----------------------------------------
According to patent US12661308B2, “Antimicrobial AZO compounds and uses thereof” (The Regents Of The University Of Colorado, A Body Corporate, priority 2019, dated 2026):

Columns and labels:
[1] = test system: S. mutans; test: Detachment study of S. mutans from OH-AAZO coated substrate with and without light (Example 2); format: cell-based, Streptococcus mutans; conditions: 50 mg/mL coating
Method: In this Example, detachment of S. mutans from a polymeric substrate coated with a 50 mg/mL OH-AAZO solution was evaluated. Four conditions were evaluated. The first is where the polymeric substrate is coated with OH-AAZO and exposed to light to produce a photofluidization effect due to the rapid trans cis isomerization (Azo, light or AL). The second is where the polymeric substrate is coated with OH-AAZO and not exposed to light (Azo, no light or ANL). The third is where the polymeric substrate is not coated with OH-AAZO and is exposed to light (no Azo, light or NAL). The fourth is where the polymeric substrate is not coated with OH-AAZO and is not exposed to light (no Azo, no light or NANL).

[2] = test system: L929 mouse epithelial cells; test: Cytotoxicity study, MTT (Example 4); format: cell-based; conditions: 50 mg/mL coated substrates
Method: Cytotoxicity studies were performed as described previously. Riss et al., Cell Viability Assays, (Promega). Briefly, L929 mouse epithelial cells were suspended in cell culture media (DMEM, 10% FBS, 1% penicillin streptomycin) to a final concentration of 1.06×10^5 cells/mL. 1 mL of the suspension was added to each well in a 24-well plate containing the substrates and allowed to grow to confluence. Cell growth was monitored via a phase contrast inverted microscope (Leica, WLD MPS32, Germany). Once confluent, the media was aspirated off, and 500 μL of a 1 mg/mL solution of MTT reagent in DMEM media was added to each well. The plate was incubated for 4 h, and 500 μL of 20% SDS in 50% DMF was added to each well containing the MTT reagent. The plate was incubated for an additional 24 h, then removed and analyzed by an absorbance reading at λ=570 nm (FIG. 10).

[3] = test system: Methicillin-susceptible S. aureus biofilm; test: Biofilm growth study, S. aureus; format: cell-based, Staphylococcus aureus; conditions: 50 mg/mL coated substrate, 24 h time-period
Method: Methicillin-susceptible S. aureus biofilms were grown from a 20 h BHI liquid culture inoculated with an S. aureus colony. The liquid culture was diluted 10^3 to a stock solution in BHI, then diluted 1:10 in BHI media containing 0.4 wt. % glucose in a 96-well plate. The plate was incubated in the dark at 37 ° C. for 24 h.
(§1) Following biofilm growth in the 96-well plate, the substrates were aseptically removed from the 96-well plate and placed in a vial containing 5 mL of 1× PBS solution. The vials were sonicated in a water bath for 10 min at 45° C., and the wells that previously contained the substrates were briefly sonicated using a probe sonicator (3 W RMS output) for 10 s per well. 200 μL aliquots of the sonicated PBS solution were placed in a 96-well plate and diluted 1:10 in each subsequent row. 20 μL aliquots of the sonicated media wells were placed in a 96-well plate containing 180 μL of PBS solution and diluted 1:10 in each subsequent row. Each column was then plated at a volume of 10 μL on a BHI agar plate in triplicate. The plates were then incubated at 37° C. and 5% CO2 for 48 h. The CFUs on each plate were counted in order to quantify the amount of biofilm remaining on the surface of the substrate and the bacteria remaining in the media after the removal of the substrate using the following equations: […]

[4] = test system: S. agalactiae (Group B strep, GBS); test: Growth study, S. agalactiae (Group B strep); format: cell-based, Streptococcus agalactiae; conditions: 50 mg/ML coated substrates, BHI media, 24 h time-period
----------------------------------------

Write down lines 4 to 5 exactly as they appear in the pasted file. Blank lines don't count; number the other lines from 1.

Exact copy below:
Method: In this Example, detachment of S. mutans from a polymeric substrate coated with a 50 mg/mL OH-AAZO solution was evaluated. Four conditions were evaluated. The first is where the polymeric substrate is coated with OH-AAZO and exposed to light to produce a photofluidization effect due to the rapid trans cis isomerization (Azo, light or AL). The second is where the polymeric substrate is coated with OH-AAZO and not exposed to light (Azo, no light or ANL). The third is where the polymeric substrate is not coated with OH-AAZO and is exposed to light (no Azo, light or NAL). The fourth is where the polymeric substrate is not coated with OH-AAZO and is not exposed to light (no Azo, no light or NANL).

[2] = test system: L929 mouse epithelial cells; test: Cytotoxicity study, MTT (Example 4); format: cell-based; conditions: 50 mg/mL coated substrates